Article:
Some Missouri companies are working with a Springfield-based advocacy group to keep their PPOs more affordable. For the past six years, the Missouri Association of Manufacturers has offered its members access to health insurance through consortiums, said Executive Director Rita Needham. The consortiums encompass 62 companies and 2,700 insured individuals, who are employees or dependents, and provide access to group-rate pricing.

The consortiums have rate caps, Needham said, which gives participating companies an idea of what to expect at renewal time.

The 39 companies in the original consortium, for example, have a single-digit rate cap, so any increases will be less than 10 percent. The second consortium’s rate cap isn’t limited to single-digit increases. Needham noted, though, that the second consortium’s renewal rate did increase, but it stayed under the cap. She declined to disclose the amount of the cap.

In the Kaiser survey, annual PPO premiums averaged $5,584 in 2011. Though Needham declined to disclose specific amounts, she said renewal rates for the consortiums’ PPOs were 27 percent to 46 percent less when compared to the national average.

Needham said the MAM consortiums only accept new members during open enrollment, which falls during the summer. She said it would be June or July before companies could apply for admission to the consortiums for coverage to start in January 2013.

Consortium members commit to staying in the groups for at least three years, with renewals every year.

Needham noted, however, that to be eligible, companies must be MAM members for at least six months.

“They can’t just join at the time we’re adding someone and go right in,” Needham said, noting that MAM doesn’t use a cookie-cutter approach to its group plans. “We put a group together and then the rates are set and the plans are designed for that group according to what (it) wants. Then, they are rated based on claims experience and the demographics of the group.”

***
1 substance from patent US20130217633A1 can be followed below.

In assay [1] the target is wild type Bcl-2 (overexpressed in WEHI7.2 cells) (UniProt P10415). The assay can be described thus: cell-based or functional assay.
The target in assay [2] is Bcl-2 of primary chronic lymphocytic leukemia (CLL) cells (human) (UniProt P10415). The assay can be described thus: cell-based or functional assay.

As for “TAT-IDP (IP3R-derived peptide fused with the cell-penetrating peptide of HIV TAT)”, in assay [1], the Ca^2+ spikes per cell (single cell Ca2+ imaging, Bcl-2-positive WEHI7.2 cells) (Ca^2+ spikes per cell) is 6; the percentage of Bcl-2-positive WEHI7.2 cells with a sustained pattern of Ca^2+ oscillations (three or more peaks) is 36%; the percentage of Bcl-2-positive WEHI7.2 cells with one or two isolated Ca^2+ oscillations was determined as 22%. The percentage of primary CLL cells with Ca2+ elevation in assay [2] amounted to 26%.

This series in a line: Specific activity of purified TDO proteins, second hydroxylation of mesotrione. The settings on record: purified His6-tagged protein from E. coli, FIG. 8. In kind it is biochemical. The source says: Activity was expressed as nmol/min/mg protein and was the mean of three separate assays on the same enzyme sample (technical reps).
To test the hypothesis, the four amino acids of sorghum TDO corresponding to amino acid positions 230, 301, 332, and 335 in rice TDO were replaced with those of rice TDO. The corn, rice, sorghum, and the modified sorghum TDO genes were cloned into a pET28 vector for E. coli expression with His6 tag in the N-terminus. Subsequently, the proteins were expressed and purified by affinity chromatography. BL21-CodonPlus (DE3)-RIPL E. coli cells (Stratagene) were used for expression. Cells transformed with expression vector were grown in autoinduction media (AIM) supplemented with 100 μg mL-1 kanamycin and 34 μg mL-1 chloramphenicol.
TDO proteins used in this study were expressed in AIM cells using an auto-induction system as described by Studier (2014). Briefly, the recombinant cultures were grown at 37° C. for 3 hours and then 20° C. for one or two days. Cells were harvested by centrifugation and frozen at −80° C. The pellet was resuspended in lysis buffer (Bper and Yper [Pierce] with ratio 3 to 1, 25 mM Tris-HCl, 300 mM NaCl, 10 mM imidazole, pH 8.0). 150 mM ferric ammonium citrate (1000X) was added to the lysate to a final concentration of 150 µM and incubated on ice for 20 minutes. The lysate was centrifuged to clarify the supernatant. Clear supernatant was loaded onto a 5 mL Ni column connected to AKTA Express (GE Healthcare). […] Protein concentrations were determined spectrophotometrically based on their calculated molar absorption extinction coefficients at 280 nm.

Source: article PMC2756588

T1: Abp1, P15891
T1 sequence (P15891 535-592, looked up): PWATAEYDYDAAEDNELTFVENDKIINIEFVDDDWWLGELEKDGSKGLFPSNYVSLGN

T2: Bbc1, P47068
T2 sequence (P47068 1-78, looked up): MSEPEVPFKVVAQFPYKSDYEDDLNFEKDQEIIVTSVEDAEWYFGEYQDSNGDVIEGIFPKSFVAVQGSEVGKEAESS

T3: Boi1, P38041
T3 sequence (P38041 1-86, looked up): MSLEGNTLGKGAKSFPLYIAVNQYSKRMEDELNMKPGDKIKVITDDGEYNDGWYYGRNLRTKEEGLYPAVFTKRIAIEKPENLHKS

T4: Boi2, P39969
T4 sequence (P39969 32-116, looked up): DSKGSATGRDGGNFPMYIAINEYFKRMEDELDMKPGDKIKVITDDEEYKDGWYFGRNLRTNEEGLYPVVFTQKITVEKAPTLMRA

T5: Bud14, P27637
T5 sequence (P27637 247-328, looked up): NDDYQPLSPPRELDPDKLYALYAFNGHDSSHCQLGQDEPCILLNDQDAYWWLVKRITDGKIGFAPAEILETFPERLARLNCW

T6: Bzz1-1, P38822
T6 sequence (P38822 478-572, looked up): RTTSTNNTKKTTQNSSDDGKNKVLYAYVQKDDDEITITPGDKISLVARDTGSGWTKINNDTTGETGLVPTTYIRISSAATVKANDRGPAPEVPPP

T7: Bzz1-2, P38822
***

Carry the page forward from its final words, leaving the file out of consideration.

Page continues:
Even companies enrolled in traditional group plans are looking for ways to save money as premiums rise, Munsey said. He’s worked with a few companies that have dropped health coverage altogether amid premium hikes, but he said most companies will look at reducing benefits to cut costs and keep some sort of coverage in place.

“They’ll have a $1,000 deductible and go to a $2,500 deductible,” he said. “In some cases, they’ll make a prescription drug card change or a combination of those.”

In the 2011 Kaiser survey, employers paid 83 percent of employee premiums, down slightly from 85.5 percent of premiums paid in 1999.

Munsey said he has seen some companies passing more premium costs on to employees.

“It’s a tough pill to swallow for employees, but believe me, employers sit there and struggle with it too. But in order to maintain a decent benefit that’s not going to bankrupt somebody, sometimes they’ve got to kick that cost over to the employees,” he said, noting that some employers have asked Nixon & Lindstrom to create benefit reports that show employees not only their salary data, but also the dollar amounts spent on benefits, to help illustrate how benefits affect the bottom line.[[In-content Ad]]